Russian Far East
Access a unique part of Russia that was inaccessible until the early 1990s on your Russian Far East adventure. Learn about survival in this remarkable landscape from the area’s indigenous peoples—who stay warm by using animal skins and furs. Listen to the Chukchis play dance music on walrus-skin drums, or hear the Koryaks’ tales of hunting bear and whale.
This harsh landscape presents travelers with a superb array of wildlife. Brown bear, red fox, arctic fox, hare, sable, wolf, elk, reindeer, lynx, mink, snow sheep, otter and caribou all await your camera lens. In the water, you might spot dolphins, whales, seals, walruses and orcas.
Catching a glimpse of some of the 18,000 bears that live on the Kamchatka Peninsula is a sight you’ll never forget. If you’re lucky, you might even see them fishing for salmon, their main diet. Among the more extraordinary specimens is the Siberian salamander. This hardy little creature can spend years encased in -40o ice and still survive.
Birdlife includes the magnificent Steller’s sea eagle, one of the largest raptors on earth. Over 4,000 are found near the Kamchatka Peninsula. These giants eat mostly salmon but occasionally prey on sheep and deer! Their huge nests can measure up to six feet deep. Other avian species include strange-named birds like rhinoceros auklets, red-throated pipits and orange-flanked blue-tails as well as the more common puffins, cormorants and sea gulls.
The Kamchatka Peninsula contains about 160 volcanoes. Approximately 30 are still active—and actively changing the landscape with eruptions and landslides. Journey inland by helicopter to the Valley of the Geysers, where more than 400 geysers shoot water and steam into the air
An enchanting land of fire and ice, this far-flung part of Russia is just beginning to be explored by intrepid travelers. Make it an unforgettable part of your Russian tour!
The Russian Far East extends from Japan’s Kuril Islands 700 nautical miles north to the Kamchatka Peninsula. The vast and diverse landscape presents grassy knolls, jagged cliffs, fire-spitting volcanoes, bubbling calderas, coastal forests, and snow-capped peaks. Part of the great Pacific “Ring of Fire,” the Kamchatka Peninsula has over 100 volcanoes, nearly 30 of which are active. Klyuchevskaya, the tallest volcano, towers 15,584 above sea level. Eruptions and landslides frequently alter this dramatic landscape.
For more than 70 years, the Kamchatka Peninsula was off limits, a military zone closed to foreigners and even to most Russians. It wasn’t until after the fall of the Soviet Union in 1991 that the area was finally open for the world to see and enjoy.
The land was first claimed by Russia in the 17th century but remained very much a wild place. Early explorers to the area reported a “land of fire” full of fish and fur-bearing animals. In 1697, an expedition under Vladimir Atlasov established two forts along the Kamchatka River to serve as trading posts for Russian fur trappers. Colonies of Cossacks settled the peninsula between 1704 and 1706, and the area remained a wild free-for-all. The Cossacks dominated the indigenous people and even defeated authorities sent in to restore order in 1711. The next several decades were marked by revolts and uprisings as the locals resisted the Cossacks. The native population dwindled from 20,000 to just 8,000 by 1700.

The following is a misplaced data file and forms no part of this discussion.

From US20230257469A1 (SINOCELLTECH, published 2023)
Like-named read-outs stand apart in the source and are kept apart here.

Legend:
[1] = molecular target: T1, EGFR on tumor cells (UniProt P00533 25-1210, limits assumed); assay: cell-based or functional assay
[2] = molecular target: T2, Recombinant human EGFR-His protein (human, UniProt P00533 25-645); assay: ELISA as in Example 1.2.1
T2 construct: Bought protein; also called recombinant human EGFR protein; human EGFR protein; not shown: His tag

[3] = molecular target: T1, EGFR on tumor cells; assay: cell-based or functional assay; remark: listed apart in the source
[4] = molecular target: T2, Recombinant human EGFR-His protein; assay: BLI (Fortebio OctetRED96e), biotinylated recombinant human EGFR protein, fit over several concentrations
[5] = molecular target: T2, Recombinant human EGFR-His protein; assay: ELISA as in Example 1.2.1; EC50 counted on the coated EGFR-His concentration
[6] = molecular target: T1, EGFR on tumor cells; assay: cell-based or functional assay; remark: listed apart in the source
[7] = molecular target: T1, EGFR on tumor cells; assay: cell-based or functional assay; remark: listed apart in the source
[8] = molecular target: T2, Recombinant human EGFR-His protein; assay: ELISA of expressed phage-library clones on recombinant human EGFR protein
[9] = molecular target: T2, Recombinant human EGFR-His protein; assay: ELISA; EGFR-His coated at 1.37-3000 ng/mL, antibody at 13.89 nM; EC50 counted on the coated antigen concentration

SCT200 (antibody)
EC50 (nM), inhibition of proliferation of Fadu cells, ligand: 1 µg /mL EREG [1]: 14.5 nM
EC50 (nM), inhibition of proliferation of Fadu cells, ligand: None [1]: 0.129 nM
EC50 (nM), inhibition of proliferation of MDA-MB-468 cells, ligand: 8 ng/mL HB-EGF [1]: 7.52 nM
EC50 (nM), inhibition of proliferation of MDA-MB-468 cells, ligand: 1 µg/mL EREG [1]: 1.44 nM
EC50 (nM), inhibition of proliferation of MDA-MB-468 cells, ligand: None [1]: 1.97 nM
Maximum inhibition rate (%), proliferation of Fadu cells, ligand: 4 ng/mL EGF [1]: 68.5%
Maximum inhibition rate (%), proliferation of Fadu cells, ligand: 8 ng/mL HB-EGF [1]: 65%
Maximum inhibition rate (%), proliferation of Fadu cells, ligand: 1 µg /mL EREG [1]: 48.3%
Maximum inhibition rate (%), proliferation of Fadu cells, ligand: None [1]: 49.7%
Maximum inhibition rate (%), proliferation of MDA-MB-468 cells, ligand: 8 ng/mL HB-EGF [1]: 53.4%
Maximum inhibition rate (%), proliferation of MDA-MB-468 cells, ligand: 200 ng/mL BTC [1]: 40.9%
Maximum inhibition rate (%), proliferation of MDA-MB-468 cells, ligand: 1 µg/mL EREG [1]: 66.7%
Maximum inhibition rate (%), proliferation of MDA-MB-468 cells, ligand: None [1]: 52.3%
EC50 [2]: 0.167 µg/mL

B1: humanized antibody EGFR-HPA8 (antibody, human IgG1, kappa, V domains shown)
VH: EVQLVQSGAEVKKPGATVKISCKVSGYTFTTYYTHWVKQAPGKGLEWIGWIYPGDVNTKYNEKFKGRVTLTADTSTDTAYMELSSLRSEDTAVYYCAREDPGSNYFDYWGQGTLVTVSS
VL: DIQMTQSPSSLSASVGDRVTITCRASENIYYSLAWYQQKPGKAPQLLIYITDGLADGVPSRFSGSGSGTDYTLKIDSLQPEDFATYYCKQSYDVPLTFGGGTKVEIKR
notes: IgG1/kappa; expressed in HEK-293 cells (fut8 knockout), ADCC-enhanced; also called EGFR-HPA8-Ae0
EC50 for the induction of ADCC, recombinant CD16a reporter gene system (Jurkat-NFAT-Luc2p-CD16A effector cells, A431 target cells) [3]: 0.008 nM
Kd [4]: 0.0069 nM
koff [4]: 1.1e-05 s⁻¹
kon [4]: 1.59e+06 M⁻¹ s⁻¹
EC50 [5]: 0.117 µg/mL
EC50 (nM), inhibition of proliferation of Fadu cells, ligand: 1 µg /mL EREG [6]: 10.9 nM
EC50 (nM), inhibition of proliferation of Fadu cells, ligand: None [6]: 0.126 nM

In 1725, Vitus Bering attempted to explore Kamchatka in an effort to discover whether Asia and America were connected. He was turned back after two years by the harsh weather the area is still known for today. Bering returned in 1740 to found Petropavlovsk-Kamchatskiy, the region’s main city center and seaport.
The 1800s saw additional settlers arrive on the peninsula, thanks to land grants from the Russian government. By 1823, the Russian population had grown to around 2,500, and the indigenous population was nearly devastated—just 3,200 remained.
Despite its geographic isolation, the Kamchatka Peninsula was sometimes engaged in battle. In 1854, during the Crimean War, French and British troops attached Petropavlovsk-Kamchatskiy. A testament to the hardiness of the Kamchatka residents, less than 1,000 men with just 68 guns managed to successfully defend the city against more than 2,500 French and English soldiers. Unfortunately, the city fell a year later when a larger force came to claim it. A century later, Russians would once again abandon Petropavlovsk-Kamchatskiy, this time persuaded by Japanese battleships that shelled the city. During World War II, Kamchatka was the launch site for the liberation of Kurlis in 1945 but otherwise was uninvolved in the war.
It was after the end of World War II that the Kamchatka Peninsula was declared a military zone. It remained closed to Russians until 1989 and to foreigners until 1990. Today the region’s wonders are just beginning to be discovered by intrepid travelers from around the globe. In addition to tourism, fishing, limited agriculture and tending herds of cattle and reindeer sustain the region.
Photos: © WOLFGANG KAEHLER